Left: Matthew Monahan, Lara Schnitger, Thomas Houseago, David Kordansky, and Amy Bessone. Right: Ivan Golinko, Michele O'Marah, and Violet Hopkins. (Photos: Tamara Sussman)


My faithful photographer and I arrive ridiculously early at the opening reception for the group exhibition “Both Ends Burning.” The show, at David Kordansky Gallery, is a reunion of sorts for four Los Angeles-based artists—Amy Bessone, Thomas Houseago, Matthew Monahan, and Lara Schnitger—who all met, circa 1994, at De Ateliers in Amsterdam. This is the first local gallery exhibition for them (though Schnitger appeared in “Thing” at the Hammer earlier this year), and anticipation runs high. Walking into the densely installed gallery, I immediately sense the show’s confrontational tone, first in Schnitger’s tensile fabric sculpture Return of the Dodo, 2005, a yellow-plaid-and-fur monstrosity stationed at the gallery entrance, and then in Houseago’s massive acephalic plaster Giant, 2005. Kordansky is antsy, apprehensive—in other words, his usual self. The young gallery owner is a study in contradictions, by turns charming and acerbic, confident and paranoid, funny and dead serious. Perhaps the tone of this assertive exhibit reflects his frequently evangelical sense of purpose. As we arrive, his mission involves carrying in cases of Budweiser.

A beer or two later, and an hour into the opening, the gallery is nearly empty—even the artists have yet to show. (This is the only opening in Chinatown on this night, but there is a “bash” at the Hammer Museum, miles away in Westwood.) We goof around during the relative calm, posing Kordansky for a corny photograph in front of Giant, the gallerist mimicking the sculpture’s crossed arms. (Kordansky will later apologize to the artist for this “cheesy” photo op.) A young girl with a video camera earnestly documents the exhibition. Meanwhile I chat with Christopher Williams and MoCA curator Ann Goldstein, who shares some photos from her cell phone (Chris taking a photograph, Wim Delvoye with his dogs, and—no connection—dog poop outside the couple’s own front door), and we all acknowledge the complicated layers of mediation at this seeming nonevent.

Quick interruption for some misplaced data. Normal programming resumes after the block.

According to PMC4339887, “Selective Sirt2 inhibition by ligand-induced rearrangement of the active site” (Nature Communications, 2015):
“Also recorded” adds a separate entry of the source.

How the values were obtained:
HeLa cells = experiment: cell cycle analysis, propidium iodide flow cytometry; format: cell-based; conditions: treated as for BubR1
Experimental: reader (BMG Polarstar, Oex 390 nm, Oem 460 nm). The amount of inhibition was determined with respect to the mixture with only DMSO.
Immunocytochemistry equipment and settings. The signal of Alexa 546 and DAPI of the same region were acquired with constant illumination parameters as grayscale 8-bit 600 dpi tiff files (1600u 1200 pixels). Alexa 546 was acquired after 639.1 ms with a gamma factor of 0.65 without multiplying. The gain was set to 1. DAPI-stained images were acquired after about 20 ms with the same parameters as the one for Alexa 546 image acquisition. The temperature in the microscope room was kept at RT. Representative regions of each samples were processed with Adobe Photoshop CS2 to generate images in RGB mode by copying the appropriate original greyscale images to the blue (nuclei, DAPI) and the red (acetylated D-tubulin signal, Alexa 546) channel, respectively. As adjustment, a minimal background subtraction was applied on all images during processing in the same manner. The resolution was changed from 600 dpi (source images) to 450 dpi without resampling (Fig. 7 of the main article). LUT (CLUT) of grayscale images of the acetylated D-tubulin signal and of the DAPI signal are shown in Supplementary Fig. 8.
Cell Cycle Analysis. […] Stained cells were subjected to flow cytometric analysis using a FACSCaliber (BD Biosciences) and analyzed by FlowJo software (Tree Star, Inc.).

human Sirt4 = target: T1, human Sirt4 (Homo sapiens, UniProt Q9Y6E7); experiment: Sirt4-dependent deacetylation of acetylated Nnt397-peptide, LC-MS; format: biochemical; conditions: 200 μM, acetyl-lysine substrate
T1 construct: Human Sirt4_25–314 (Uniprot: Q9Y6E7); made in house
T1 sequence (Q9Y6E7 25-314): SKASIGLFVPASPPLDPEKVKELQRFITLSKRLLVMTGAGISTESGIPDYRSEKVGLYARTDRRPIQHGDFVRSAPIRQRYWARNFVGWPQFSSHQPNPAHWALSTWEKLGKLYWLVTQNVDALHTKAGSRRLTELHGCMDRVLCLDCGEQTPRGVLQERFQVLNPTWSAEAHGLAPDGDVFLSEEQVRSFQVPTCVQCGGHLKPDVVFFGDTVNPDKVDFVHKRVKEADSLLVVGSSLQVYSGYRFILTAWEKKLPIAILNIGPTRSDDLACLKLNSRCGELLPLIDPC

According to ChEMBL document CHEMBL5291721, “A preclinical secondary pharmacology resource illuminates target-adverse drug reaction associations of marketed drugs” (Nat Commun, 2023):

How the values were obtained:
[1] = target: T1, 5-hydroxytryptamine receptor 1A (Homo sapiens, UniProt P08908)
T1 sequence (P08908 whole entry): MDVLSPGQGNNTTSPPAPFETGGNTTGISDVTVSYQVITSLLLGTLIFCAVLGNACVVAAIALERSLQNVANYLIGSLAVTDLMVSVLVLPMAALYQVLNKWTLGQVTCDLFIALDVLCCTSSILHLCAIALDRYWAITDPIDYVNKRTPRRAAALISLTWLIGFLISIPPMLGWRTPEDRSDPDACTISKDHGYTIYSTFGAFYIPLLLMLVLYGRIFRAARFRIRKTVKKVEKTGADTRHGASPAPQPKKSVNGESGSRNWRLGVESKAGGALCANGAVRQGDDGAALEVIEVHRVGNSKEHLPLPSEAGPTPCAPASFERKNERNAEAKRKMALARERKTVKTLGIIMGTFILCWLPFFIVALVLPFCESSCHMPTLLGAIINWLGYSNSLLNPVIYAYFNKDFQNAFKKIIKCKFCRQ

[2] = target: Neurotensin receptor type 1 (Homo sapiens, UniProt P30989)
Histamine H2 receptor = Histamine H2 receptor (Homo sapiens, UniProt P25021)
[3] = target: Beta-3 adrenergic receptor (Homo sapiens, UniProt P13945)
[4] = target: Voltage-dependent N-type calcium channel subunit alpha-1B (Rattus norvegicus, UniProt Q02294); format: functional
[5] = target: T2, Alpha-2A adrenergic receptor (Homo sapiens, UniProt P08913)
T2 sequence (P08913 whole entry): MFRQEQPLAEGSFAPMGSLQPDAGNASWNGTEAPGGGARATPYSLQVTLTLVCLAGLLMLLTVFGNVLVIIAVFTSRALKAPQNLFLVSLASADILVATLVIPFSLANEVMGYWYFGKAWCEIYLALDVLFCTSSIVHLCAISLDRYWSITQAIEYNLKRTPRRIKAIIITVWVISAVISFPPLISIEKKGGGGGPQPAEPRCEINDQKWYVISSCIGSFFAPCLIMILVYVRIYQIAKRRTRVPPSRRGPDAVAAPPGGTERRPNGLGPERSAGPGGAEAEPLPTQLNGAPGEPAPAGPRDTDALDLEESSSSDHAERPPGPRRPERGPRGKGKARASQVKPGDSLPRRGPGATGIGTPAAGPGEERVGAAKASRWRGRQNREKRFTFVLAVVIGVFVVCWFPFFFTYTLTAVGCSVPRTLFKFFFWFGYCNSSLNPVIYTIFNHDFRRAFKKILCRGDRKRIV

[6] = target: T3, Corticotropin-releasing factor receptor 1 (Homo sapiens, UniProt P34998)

Much to Kordansky’s relief, the artists—and a wave of other people—eventually show up. The “crazy” October heat—mid nineties on this particular day—is still baking the evening air. Monahan, looking carefully disheveled like his sculptures made of crumpled drawings, and Houseago, a big, gregarious English dude, seem very warm, both in terms of demeanor and body temperature (they’re wearing jackets). Painter Olivia Booth succinctly describes the steamy gallery as a “Swedish lodge.” The space is now thick with humanity, including gallerists from Chinatown (next-door neighbor Daniel Hug and China Art Objects’ Steve Hanson) and abroad (Christian Nagel and Modern Art Inc.’s Stuart Shave), Kordansky’s former gallery partner Ivan Golinko, writer/performer Malik Gaines, collector Blake Bryne, and MoCA curators Michael Darling and Ari Wiseman, who is organizing a 2006 “Focus” exhibition of Monahan’s work. Also on hand are local artists Mark Grotjahn (who shows with Monahan and Schnitger at Anton Kern in New York), Kim Fisher, Michele O’Marah, Jeff Ono, Mindy Shapero, and Anna Sew Hoy. Kordansky works the dense crowd, handing out the handsome exhibition catalogue (the gallery’s first) and hot pink wristbands for the after party at—big shocker—Mountain bar.

Outside the gallery, I talk to gallery artists Will Fowler, Patrick Hill, Violet Hopkins, Mark Flores, and the inevitable scene-stealer William Jones, who excitedly describes his recent for-hire photography work on the set of a Vena Virago film for, um, mature audiences, using ever-more-arcane slang terms to describe his female subjects’ “alien” anatomies. As the crowd reaches critical mass, the Budweiser runs out: It’s time to move on to Mountain. Everyone is screaming in conversation as guest DJ Hopkins cranks some rather noxious ’80s “classics” (“Poison Arrow” indeed), and a very relieved Kordansky celebrates a successful opening with the artists, letting his guard down, if only for one brief, sweaty moment.

Michael Ned Holte